GN: We were getting confused. I'll shut up.

NP: That's all right. Well what was your confusion?

GN: It doesn't matter.

TW: It doesn't matter.

NP: I should explain to our listeners Terry and Graham are having little chats amongst themselves. On the left hand side.

TW: Obviously you're like Quelch.

NP: Quelch?

TW: Billy Bunter's headmaster.

NP: I thought it was an Irish word for belch or something.

TW: Don't start poking fun at the Irish.

GN: Otherwise Terry and I will plot and this table will become independent!

TW: And possibly divided!

NP: Now we are going to get back to Just A Minute with Paul Merton and the subject is Charles Dickens. Paul, 60 seconds starting now.

PM: Charles Dickens was a born story-teller. By that I don't mean he emerged from the womb saying "as the grey clouds of mist descended on London town, towards the house of Gregory Trimwicket, the big fog that had evaded the society that he knew as large..."


NP: Julian.

PM: The first draft!

JC: Well I'd call it deviation, veering away from anything that Charles Dickens ever wrote into general what comes under the heading of mumbo-jumbo.

NP: I got the... I got the impression he was trying to use sort of Dickensian language to...

PM: Yeah.

NP: ... create a mood.

PM: Yeah.

JC: Oh you're being very unkind to me today!

NP: Oh I gave Paul the benefit of the doubt last time. You can have the benefit of the doubt this time. Forty-three seconds Julian on Charles Dickens starting now.

JC: Charles Dickens was (mispronounces slightly) prolific, there was no...


PM: I thought he was British! Deviation, he wasn't prolirfic, whatever that word was! I was interrupted for that!

NP: Paul we'll give you a bonus point because we enjoyed the interruption. But he wasn't actually deviating so he gets a point for being interrupted. Julian and you carry on with 40 seconds to go on Charles Dickens starting now.

JC: Not far from where we are all sitting at this very moment is a road. And in that road...


NP: Graham.

GN: Ah hesitation.

NP: Yes, 35 seconds, Charles Dickens with you Graham starting now.

GN: Charles Dickens as well as being a novelist was also the host of the popular panel game What The Dickens. Celebrity panellists...


NP: Terry challenged you.

GN: I'm sorry.

TW: No I haven't.

NP: Well your light came on.

TW: I can't help the glimmer. It's called star quality! I never touched it! Never touched it!

NP: And you've got 27 seconds to go on Charles Dickens, Graham starting now.

GN: Teams would guess what Victorian urchin children were suffering from. It was a sort of X Factor for disease if you can imagine such a thing...


NP: Terry challenged.

TW: This is mumbo-jumbo.

NP: It's certainly deviating from what Charles Dickens did. He never did a show called What The Dickens. They didn't have those sort of shows in Dickens' time.

GN: Bless you for pointing that out!

NP: Terry you've got back in again with 19 seconds to go, Charles Dickens starting now.

TW: If Charles Dickens had been alive today, he would in fact be doing a quiz show called What The Dickens.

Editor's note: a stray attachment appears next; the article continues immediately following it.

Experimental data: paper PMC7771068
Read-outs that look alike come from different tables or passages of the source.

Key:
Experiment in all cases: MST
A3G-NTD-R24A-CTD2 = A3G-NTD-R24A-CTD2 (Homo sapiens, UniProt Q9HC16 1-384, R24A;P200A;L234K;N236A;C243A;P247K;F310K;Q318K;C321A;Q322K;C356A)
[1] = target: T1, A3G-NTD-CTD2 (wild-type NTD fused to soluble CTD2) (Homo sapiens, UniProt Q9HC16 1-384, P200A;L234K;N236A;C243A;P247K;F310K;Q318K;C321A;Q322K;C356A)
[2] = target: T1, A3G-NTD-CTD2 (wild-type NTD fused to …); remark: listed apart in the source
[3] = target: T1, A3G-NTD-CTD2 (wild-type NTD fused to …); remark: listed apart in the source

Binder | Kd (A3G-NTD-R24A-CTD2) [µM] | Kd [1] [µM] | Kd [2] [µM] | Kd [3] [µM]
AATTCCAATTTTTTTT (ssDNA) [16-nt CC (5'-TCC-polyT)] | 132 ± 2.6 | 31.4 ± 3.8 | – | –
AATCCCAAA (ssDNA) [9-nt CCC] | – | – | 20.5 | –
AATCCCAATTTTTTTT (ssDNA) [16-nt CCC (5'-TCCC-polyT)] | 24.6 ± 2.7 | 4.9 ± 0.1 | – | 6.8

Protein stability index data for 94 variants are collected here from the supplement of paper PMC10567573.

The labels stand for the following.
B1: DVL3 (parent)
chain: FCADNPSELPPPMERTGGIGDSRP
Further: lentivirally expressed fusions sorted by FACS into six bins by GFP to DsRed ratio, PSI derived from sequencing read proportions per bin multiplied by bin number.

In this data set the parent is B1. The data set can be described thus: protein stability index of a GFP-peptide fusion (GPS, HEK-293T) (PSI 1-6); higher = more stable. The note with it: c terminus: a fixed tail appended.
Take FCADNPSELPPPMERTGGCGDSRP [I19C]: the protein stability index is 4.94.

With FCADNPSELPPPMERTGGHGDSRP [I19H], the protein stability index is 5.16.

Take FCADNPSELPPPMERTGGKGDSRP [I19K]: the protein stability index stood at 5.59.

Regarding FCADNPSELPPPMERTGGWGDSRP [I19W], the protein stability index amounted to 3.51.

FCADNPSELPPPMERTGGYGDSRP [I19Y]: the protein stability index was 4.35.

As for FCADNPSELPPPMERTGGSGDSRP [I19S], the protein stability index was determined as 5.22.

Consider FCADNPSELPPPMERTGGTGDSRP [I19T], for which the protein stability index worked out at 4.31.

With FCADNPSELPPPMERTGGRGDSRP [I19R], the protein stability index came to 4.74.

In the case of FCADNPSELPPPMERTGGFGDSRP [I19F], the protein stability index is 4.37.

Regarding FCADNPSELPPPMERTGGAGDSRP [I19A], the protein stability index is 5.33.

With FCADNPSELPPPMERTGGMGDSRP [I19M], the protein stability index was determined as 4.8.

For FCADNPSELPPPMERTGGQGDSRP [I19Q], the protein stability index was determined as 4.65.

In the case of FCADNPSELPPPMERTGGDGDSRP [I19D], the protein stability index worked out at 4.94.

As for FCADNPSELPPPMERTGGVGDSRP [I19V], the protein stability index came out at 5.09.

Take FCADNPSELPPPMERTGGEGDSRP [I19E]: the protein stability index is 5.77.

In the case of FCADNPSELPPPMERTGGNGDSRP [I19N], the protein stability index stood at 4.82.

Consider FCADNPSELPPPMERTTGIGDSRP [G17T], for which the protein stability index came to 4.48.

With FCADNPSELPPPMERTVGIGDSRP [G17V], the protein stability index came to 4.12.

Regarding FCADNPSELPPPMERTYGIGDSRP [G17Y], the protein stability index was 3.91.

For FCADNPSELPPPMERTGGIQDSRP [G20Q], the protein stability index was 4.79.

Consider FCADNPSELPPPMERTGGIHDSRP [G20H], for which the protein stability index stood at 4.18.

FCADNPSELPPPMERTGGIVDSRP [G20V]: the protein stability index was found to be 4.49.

NP: Graham's challenged.

GN: Therefore I wasn't speaking mumbo-jumbo before.

NP: No, the difference is Graham, you said he did do a programme...

GN: All right.

NP: ... when he was alive. So Terry has another point and he has 10 seconds, he has Charles Dickens starting now.

TW: Charles Dickens is one of my favourite authors. David Copperfield, Great Expectations...


GN: The list goes on!

NP: No, unfortunately, the list didn't go on!

TW: It might have if given half a chance!

NP: I think I know the challenge.

PM: It was hesitation.

NP: It was hesitation.

TW: Why does everybody have to have such a fast mouth in this show! On Radio Two, we were much more stately. Radio Four is a hooligan's network.

PM: Have you heard that show Up You And Yours.

TW: And Poetry Please.

PM: Yes.

NP: We had...

TW: There was a young lady called Gloria...

PM: We never did hear what happened to her, did we.

NP: Paul you got in with one second to go.

PM: Oh blimey!

NP: Charles Dickens starting now.

PM: Great Expectations...


NP: Gosh we have had so much fun and we have laughed so much, a lot of which has been generated by you Terry. It's been a joy having you...

TW: You're patronising me again!

NP: No I'm just saying what fun you brought to the show as a newcomer, first time.

TW: Isn't it exciting! And it's been demeaning.

NP: And it's been exhilarating.

GN: You've had the best!

NP: And it's also been exhilarating. Let me give you the final situation. Graham Norton, you were just alongside Terry in third place. Just ahead of you in second place was Julian Clary. But out in the lead, two points ahead of Julian was Paul Merton so we say Paul, you are the winner this week. We hope you've enjoyed this edition of Just A Minute. It only remains to say thank you to these fine and delightful and wonderful players of the game, Paul Merton, Julian Clary, Graham Norton and Terry Wogan. And also we thank Sarah Sharpe, who has helped me with the score, blown her whistle so delicately. We are grateful to our producer Tilusha Ghelani. We are deeply indebted to Ian Messiter who created this amazing game. And from me, Nicholas Parsons, thank you for tuning in, be with us the next time we play Just A Minute!